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Perched in a wild, remote landscape, Shobak Castle wins over even the most castle-weary visitor, despite being less complete than its sister fortification at Karak. It's especially imposing when seen from a distance, as it sits on a dramatic hill (formerly called Mons Realis, or the Royal Mountain), imposing its might on the surrounding countryside. Local guides, who really know their stuff, are available at the gate for around JD10.
Shobak was built by the Crusader king Baldwin I in 1115. Its defenders withstood numerous attacks from the armies of Saladin (Salah ad Din) before succumbing in 1189 (a year after Karak), after an 18-month siege. It was later occupied in the 14th century by the Mamluks, who built over many of the Crusader buildings. As you climb up from the entrance, there are some wells on the left. Soon after passing these, you’ll see the reconstructed church, one of two in the castle, down to the left. It has an elegant apse supported by two smaller alcoves. The room leading off to the west was the baptistery; on the north wall there are traces of water channels leading from above.
Return to the main path and turn left. After you pass under the arches, a door leads into the extensive market. Turn left and descend 375 steps into an amazing secret passageway that leads to a subterranean spring, finally surfacing via a ladder outside the castle, beside the road to Shobak town. Tread carefully, use a torch and don’t even think about coming down here if you’re claustrophobic. Alternatively, continue past the tunnel for 50m and you’ll pass a large two-storey building with archways, built by the Crusaders but adapted by the Mamluks as a school. At the northern end of the castle is the semicircular keep with four arrow slits. Outside, dark steps lead down to the prison. Head to the northeastern corner of the castle to see Quranic inscriptions, possibly dating from the time of Saladin, carved in Kufic script around the outside of the keep.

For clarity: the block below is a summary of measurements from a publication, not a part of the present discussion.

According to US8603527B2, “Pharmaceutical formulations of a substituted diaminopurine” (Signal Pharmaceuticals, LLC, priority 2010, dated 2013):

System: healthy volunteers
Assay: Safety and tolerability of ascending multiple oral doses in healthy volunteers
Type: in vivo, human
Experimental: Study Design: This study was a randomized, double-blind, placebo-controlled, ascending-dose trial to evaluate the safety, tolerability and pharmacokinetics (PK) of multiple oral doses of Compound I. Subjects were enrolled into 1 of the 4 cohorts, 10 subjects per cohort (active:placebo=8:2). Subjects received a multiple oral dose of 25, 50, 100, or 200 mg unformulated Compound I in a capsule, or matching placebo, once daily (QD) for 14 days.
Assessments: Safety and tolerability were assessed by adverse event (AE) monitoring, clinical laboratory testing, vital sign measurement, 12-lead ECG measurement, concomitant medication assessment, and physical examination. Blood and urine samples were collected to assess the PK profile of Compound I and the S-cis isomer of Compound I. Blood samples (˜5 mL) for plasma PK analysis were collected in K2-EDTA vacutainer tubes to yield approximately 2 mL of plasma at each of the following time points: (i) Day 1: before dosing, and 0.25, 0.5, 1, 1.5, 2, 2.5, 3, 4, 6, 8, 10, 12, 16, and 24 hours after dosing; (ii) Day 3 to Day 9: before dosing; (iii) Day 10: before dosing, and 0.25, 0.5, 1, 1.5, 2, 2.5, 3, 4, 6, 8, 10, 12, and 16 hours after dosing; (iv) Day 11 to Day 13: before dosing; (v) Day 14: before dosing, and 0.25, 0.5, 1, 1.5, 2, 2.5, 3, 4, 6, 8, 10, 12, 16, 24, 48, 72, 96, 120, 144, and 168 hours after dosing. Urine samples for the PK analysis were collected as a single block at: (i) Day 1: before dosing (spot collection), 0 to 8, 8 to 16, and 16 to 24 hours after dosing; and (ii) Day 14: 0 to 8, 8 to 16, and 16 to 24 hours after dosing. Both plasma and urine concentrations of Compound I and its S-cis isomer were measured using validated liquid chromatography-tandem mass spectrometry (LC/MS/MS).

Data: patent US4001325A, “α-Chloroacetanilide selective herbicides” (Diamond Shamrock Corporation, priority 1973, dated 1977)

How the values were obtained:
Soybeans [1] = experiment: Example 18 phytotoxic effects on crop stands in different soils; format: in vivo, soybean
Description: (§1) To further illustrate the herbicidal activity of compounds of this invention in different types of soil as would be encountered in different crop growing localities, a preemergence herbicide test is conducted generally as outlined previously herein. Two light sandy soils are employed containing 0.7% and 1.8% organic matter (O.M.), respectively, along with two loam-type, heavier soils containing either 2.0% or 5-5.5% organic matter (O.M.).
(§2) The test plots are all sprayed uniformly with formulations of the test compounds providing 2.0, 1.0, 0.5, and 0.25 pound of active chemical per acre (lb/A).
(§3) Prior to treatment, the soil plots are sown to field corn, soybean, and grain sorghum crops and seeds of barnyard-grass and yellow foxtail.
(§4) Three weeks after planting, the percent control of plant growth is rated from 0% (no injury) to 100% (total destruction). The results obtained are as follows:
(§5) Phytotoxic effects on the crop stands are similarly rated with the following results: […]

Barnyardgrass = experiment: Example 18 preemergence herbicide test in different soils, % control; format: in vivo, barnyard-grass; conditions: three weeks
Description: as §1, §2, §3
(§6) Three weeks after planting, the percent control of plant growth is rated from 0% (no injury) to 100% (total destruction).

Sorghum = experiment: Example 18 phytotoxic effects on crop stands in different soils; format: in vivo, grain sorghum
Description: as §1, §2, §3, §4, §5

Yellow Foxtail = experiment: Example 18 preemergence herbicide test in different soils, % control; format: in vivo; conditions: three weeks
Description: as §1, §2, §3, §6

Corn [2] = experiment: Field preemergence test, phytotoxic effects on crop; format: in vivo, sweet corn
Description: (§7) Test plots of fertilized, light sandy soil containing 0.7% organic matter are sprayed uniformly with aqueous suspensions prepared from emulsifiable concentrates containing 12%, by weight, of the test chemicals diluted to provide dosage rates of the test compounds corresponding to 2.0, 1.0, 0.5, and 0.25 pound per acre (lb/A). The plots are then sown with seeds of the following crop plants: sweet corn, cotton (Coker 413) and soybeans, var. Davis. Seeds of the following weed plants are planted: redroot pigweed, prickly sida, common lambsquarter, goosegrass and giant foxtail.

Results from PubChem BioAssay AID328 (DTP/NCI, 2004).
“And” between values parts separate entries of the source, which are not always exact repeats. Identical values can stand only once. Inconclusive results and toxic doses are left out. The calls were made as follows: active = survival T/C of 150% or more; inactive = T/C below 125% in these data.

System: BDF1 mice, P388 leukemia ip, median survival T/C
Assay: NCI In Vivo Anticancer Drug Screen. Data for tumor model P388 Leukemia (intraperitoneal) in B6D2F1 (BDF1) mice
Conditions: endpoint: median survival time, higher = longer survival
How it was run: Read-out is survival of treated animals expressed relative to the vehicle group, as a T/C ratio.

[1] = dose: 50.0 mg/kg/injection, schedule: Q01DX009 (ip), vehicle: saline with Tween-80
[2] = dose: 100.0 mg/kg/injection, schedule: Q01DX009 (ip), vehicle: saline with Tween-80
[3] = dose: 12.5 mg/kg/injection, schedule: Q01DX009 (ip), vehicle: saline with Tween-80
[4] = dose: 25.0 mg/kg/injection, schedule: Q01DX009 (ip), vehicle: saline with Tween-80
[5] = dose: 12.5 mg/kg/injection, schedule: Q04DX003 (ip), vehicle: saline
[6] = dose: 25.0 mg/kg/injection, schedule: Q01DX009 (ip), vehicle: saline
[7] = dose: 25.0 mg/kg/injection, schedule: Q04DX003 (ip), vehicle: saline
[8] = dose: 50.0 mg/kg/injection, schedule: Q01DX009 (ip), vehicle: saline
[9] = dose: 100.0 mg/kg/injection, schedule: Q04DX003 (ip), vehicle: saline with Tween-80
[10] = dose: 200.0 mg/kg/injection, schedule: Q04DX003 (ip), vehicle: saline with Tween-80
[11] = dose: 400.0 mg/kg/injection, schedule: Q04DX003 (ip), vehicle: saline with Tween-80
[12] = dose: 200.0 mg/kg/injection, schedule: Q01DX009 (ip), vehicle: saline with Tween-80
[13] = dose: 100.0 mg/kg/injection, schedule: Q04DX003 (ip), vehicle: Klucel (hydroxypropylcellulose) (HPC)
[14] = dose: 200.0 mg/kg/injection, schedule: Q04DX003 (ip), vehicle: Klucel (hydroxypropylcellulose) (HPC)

Following south along the eastern perimeter, you’ll pass the entrance to the court of Baldwin I, which has been partly reconstructed. Continuing south, you’ll pass some baths on the right. Off to the left is a reconstructed Mamluk watchtower. Just past the tower is the second church. In a room to the left as you enter, you can see above a door in the east wall a weathered carving of a Crusader cross. In the church proper, the arches have been reconstructed. Beneath the church are catacombs, which contain Islamic tablets, Christian carvings, large spherical rocks used in catapults and what is said to be Saladin’s very simple throne. From the catacombs, the path leads back to the gate.
There have been long-standing plans to bring the history of Shobak Castle to life with a local re-enactment company, but the tourism doldrums seem to have put this on hold. In the interim, staff dressed as Saladin's soldiers guard the entrance to Shobak sweetly and will happily pose for photos or engage visitors in mock sword fights.